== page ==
The illumination intensity sensor unit 12000, a type of optical sensor, measures an intensity of illumination of a surrounding environment. When the motion sensor unit 11000 senses the motion of the object to which the lighting system is attached, the illumination intensity sensor unit 12000 is activated according to a signal output by the control unit 14000. The lighting system can be used to provide illumination during night work, or to call a worker or an operator's attention to their surroundings in a dark environment, and provides enhanced visibility to a driver at night. Thus, even when the motion of the object to which the lighting system is attached is sensed, if an intensity of illumination higher than a predetermined level is detected (e.g., during the day), the lighting system is not required to illuminate. Also, even in the daytime, if it rains, the intensity of illumination may be fairly low, so there is a need to inform a worker or an operator about a movement of a container, and thus the lighting unit can nonetheless be configured to emit light. Thus, whether to turn on the lighting unit 13000 is determined by the control unit 14000 according to an illumination intensity value measured by the illumination intensity sensor unit 12000.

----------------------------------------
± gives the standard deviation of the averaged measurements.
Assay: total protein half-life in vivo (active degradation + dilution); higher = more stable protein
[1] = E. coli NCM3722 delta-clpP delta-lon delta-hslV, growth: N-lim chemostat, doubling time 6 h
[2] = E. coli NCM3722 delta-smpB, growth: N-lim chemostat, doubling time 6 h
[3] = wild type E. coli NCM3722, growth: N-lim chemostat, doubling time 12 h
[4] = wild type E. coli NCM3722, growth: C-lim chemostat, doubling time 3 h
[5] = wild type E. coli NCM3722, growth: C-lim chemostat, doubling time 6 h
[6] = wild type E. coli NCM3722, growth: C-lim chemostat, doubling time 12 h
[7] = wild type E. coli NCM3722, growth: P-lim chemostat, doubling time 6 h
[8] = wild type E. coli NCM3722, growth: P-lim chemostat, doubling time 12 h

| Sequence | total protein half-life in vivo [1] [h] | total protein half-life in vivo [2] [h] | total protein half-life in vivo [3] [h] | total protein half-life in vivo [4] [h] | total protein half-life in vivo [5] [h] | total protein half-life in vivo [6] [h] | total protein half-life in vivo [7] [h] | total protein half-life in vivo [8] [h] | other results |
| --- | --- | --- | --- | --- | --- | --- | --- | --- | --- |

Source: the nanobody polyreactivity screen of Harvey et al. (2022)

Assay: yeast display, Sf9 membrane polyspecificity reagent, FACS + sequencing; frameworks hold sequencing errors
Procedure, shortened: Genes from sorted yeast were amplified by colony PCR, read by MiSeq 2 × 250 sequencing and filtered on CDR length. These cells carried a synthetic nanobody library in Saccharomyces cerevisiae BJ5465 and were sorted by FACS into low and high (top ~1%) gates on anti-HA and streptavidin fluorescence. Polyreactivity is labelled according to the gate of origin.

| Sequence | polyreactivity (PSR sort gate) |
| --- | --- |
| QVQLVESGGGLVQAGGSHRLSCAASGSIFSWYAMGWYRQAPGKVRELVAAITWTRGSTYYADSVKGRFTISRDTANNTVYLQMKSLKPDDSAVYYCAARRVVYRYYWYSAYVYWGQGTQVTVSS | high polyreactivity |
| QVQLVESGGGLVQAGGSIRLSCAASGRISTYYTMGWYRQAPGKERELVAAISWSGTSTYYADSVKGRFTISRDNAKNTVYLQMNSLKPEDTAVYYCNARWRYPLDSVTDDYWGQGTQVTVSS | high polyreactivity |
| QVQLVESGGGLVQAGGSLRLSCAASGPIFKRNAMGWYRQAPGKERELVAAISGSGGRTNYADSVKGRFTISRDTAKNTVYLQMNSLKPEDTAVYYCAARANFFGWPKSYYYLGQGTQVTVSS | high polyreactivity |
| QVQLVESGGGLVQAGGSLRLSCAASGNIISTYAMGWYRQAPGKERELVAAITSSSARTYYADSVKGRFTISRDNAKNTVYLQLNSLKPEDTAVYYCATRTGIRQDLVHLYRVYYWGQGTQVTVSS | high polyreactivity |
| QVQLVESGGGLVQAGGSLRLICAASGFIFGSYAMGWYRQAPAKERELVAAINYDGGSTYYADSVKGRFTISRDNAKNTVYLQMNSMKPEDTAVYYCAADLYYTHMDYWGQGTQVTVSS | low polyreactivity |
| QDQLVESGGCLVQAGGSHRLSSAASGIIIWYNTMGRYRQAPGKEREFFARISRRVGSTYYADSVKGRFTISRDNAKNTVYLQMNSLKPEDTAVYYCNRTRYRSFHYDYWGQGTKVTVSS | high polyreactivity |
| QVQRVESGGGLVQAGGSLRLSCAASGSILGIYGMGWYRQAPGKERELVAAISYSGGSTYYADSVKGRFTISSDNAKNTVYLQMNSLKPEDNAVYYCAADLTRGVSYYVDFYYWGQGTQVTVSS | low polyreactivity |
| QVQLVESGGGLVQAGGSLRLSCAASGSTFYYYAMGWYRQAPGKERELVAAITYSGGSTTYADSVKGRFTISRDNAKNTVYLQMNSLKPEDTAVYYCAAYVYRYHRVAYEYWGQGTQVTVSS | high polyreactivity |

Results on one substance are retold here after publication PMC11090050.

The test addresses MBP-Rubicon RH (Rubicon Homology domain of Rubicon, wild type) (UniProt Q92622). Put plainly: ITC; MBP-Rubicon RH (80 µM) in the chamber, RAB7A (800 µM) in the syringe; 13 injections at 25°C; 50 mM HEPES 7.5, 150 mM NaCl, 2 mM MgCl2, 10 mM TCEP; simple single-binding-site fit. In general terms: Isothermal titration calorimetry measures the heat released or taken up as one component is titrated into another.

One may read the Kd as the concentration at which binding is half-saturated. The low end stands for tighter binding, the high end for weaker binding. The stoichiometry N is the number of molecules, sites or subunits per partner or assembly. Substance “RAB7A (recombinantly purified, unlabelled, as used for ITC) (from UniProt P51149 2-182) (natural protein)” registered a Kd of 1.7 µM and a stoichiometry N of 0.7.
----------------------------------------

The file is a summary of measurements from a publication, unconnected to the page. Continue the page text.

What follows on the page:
The illumination intensity sensor unit 12000 measures an intensity of illumination of a surrounding environment and outputs the measured value to the control unit 14000. Meanwhile, when the illumination intensity value is equal to or higher than a pre-set value, the lighting unit 13000 is not required to emit light, so the overall system is terminated.

When the illumination intensity value measured by the illumination intensity sensor unit 12000 is lower than the pre-set value, the control unit 14000 causes the lighting unit 13000 to emit light. The worker or the operator may recognize the light emissions from the lighting unit 13000 as indicating that the container is moving, or the like. As the lighting unit 13000, the foregoing surface lighting device may be employed.

Also, the lighting unit 13000 may adjust intensity of light emissions thereof according to the illumination intensity value of the surrounding environment. When the illumination intensity value of the surrounding environment is low, the lighting unit 13000 may increase the intensity of light emissions therefrom, and when the illumination intensity value of the surrounding environment is relatively high, the lighting unit 13000 may decrease the intensity of light emissions therefrom, thus preventing power wastage.